Best low-risk Investments in 2020

Due to the Corona Virus Global Pandemic 2020, our economy has faced unprecedented challenges. With businesses shutting down and stocks facing a fall, INVESTORS are looking for stability in their returns by opting for low-risk investment options. Low-risk investments earn only modest or meager returns; and inflation can erode the purchasing power of money stashed in low-risk investments. But it all depends on what your economic requirement is and how much risk you are willing to accept.

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Lets dive into the top low-risk Investments in the year 2020.

  • High YEILD Savings Accounts.

Savings accounts offer a modest return on your money. A savings account is completely safe in the sense that you’ll never lose money. Most accounts are Government insured up to certain limits, so you’ll be compensated even if the financial institution fails.

  • Saving Bonds

Scrictly speaking rather than investments these bonds are more like saving instruments. Bond is a good choice for protection against inflation because you get a fixed rate and an inflation rate added to that every six months.

  • Certificate of Deposits

With a CD, the bank promises to pay you a set rate of interest over a specified term if you leave the Certificate of deposits intact until the term ends. Some savings accounts pay higher rates of interest than some CDs, but those so-called high-yield accounts may require a large deposit.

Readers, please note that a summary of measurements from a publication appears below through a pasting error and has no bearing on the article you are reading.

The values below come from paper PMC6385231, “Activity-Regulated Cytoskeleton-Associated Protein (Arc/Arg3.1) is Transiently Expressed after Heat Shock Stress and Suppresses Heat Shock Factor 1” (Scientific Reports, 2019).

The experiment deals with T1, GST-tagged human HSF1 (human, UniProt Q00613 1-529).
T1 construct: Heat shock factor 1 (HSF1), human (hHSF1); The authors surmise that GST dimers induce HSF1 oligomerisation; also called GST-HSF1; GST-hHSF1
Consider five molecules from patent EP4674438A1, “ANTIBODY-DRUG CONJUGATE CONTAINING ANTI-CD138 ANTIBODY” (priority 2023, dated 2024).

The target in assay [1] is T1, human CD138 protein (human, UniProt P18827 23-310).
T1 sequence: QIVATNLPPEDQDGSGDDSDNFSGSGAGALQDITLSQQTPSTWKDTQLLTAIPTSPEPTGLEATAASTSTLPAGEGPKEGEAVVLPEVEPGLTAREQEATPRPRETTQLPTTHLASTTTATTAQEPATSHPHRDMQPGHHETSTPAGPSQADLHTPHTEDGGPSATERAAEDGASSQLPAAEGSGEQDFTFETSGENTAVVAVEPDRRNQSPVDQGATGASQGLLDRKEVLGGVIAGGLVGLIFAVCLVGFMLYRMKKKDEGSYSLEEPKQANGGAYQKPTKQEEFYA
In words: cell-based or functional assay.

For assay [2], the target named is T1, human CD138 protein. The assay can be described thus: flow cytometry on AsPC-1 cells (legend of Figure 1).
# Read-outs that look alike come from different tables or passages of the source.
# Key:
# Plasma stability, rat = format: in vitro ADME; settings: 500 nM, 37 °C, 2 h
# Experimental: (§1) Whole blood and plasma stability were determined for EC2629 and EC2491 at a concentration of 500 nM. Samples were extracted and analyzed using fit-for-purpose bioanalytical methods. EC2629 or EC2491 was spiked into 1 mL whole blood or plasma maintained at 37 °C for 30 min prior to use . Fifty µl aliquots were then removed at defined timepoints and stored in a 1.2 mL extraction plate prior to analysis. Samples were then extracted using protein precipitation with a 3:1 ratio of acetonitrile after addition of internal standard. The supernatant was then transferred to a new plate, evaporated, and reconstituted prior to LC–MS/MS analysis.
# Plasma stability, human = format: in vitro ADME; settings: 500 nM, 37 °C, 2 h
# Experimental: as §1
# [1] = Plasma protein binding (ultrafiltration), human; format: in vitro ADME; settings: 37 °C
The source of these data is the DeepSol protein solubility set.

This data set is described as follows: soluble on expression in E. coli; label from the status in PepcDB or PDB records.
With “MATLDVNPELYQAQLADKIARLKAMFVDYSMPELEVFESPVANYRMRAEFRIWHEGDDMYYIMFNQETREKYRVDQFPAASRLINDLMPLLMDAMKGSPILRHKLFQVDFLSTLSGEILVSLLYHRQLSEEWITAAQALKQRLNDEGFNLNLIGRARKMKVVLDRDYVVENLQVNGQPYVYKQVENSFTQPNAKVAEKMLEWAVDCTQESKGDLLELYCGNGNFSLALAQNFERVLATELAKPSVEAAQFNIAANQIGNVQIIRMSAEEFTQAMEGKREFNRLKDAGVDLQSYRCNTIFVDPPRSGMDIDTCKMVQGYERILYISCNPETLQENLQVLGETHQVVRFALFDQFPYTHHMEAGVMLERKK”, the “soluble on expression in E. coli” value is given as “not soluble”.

• Money Market Funds

Unlike a CD, a Money market fund is liquid, which means you typically can take out your funds at any time without being penalized. Money market funds usually are pretty safe. The bank tells you what rate you’ll get, and its goal is that the value per share won’t be less than $1.

  • Corporate Bonds

Companies also issue bonds, which can come in relatively low-risk varieties (issued by large profitable companies) down to very risky ones. The lowest of the low are known as “junk bonds.” When you buy a corporate bond, you’re loaning money to the company. In return, you receive periodic interest payments until the bond matures and your principal investment is returned.

  • Dividend paying stocks

A dividend is a portion of a company’s profits paid out to the company’s shareholders. When a company makes a profit, it can choose to reinvest that profit back into the business, but sometimes it pays a percentage of it back out to shareholders. Not every company pays dividends, but those that do often have slow, reliable growth.

  • Preferred Stocks

Preferred stock is more like a lower-grade bond than it is a stock. Still, it may fluctuate substantially if the market falls. Like a bond, preferred stock makes a regular cash payout. But, unusually, preferred stock may be able to suspend this dividend in some circumstances, though often it has to make up any missed payments.

Building an investment portfolio that has at least some less-risky assets can be useful in helping you ride out the volatility in the market, and there’s been no shortage of that this year.